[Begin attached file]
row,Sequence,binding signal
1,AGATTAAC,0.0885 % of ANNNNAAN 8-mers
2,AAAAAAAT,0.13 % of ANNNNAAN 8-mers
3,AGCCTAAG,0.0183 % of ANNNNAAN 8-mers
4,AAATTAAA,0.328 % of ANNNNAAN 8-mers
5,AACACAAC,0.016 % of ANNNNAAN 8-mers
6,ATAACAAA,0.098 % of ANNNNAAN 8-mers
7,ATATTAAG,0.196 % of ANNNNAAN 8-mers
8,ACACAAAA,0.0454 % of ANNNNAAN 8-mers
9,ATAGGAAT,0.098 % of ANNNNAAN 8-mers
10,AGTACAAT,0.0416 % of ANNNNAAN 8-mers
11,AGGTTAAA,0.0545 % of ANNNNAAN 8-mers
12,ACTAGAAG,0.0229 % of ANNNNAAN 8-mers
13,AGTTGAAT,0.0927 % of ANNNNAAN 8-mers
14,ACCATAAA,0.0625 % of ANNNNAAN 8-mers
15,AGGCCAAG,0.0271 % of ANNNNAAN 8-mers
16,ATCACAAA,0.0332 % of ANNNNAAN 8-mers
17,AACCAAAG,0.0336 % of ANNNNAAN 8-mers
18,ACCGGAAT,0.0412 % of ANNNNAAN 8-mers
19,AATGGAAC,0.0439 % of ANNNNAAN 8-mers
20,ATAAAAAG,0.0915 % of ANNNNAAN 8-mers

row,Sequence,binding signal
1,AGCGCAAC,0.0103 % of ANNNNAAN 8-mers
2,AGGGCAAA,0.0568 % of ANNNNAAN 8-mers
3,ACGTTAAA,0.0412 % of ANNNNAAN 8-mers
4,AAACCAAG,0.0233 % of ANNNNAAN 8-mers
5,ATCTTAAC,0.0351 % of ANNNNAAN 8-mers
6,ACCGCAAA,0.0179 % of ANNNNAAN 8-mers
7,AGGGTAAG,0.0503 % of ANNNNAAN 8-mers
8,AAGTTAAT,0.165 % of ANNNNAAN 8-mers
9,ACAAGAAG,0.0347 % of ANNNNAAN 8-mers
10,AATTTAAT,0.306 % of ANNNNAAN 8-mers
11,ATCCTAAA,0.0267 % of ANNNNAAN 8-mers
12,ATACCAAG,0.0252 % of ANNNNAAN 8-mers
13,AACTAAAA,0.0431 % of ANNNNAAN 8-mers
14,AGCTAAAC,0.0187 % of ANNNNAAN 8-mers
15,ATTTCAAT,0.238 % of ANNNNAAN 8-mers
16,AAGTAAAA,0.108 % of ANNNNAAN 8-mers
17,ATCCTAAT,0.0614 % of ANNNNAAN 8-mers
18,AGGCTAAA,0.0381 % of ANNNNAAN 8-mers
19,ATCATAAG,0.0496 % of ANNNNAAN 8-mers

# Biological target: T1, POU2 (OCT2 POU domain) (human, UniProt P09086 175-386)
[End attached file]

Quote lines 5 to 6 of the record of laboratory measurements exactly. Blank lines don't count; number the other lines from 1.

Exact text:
4,AAATTAAA,0.328 % of ANNNNAAN 8-mers
5,AACACAAC,0.016 % of ANNNNAAN 8-mers